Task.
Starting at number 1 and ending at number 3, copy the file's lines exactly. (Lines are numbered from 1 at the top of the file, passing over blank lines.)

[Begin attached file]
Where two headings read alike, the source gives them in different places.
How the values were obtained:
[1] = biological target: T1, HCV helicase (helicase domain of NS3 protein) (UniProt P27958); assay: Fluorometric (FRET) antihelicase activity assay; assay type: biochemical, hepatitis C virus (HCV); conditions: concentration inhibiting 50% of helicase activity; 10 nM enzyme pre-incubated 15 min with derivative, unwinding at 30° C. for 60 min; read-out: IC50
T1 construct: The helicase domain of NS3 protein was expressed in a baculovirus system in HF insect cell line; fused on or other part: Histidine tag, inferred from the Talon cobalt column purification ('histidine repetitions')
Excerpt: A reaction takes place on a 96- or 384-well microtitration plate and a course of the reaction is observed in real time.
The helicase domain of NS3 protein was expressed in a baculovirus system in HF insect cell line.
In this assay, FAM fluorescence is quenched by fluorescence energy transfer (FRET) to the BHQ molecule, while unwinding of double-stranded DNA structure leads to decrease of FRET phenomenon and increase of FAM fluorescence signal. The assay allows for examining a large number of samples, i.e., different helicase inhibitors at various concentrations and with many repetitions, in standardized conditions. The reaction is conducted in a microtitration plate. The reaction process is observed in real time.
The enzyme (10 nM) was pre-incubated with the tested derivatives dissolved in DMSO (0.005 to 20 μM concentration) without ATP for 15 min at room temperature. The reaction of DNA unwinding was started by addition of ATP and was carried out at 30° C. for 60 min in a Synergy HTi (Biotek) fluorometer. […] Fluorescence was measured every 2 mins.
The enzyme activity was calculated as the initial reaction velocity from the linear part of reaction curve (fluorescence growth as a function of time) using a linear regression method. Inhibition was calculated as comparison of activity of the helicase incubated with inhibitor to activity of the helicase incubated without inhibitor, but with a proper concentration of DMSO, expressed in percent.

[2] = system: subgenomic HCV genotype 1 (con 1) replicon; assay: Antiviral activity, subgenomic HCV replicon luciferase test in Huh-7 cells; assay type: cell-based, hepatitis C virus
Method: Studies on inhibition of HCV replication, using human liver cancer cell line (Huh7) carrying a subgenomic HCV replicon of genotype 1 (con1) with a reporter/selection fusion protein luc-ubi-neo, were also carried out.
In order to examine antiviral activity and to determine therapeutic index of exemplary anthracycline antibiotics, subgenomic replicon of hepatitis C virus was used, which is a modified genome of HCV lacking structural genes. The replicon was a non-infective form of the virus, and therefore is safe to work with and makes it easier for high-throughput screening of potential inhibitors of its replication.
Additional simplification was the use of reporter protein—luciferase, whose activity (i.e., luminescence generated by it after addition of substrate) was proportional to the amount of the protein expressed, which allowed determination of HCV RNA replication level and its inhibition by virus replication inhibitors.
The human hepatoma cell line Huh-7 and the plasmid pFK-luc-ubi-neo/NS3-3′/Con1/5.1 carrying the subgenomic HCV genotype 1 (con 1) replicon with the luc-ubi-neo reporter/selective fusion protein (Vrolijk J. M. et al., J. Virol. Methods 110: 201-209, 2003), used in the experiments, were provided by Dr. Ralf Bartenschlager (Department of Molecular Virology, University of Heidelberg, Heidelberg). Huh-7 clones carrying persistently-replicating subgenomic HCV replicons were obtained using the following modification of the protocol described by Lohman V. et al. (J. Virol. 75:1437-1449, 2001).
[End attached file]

Where two headings read alike, the source gives them in different places.
How the values were obtained:
[1] = biological target: T1, HCV helicase (helicase domain of NS3 protein) (UniProt P27958); assay: Fluorometric (FRET) antihelicase activity assay; assay type: biochemical, hepatitis C virus (HCV); conditions: concentration inhibiting 50% of helicase activity; 10 nM enzyme pre-incubated 15 min with derivative, unwinding at 30° C. for 60 min; read-out: IC50